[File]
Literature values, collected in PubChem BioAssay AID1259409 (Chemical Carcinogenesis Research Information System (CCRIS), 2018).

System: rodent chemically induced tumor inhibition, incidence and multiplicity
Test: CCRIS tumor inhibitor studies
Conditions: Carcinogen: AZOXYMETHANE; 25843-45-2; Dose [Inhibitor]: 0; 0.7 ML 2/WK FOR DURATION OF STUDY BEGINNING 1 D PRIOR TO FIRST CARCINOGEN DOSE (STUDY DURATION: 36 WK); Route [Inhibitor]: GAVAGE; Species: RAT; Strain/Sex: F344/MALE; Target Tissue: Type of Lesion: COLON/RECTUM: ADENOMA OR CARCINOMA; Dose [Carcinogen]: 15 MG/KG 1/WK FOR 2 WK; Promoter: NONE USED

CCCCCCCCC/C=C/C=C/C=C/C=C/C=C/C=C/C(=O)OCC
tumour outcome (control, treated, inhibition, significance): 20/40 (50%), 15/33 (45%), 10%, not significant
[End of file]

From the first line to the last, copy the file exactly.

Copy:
Literature values, collected in PubChem BioAssay AID1259409 (Chemical Carcinogenesis Research Information System (CCRIS), 2018).

System: rodent chemically induced tumor inhibition, incidence and multiplicity
Test: CCRIS tumor inhibitor studies
Conditions: Carcinogen: AZOXYMETHANE; 25843-45-2; Dose [Inhibitor]: 0; 0.7 ML 2/WK FOR DURATION OF STUDY BEGINNING 1 D PRIOR TO FIRST CARCINOGEN DOSE (STUDY DURATION: 36 WK); Route [Inhibitor]: GAVAGE; Species: RAT; Strain/Sex: F344/MALE; Target Tissue: Type of Lesion: COLON/RECTUM: ADENOMA OR CARCINOMA; Dose [Carcinogen]: 15 MG/KG 1/WK FOR 2 WK; Promoter: NONE USED

CCCCCCCCC/C=C/C=C/C=C/C=C/C=C/C=C/C(=O)OCC
tumour outcome (control, treated, inhibition, significance): 20/40 (50%), 15/33 (45%), 10%, not significant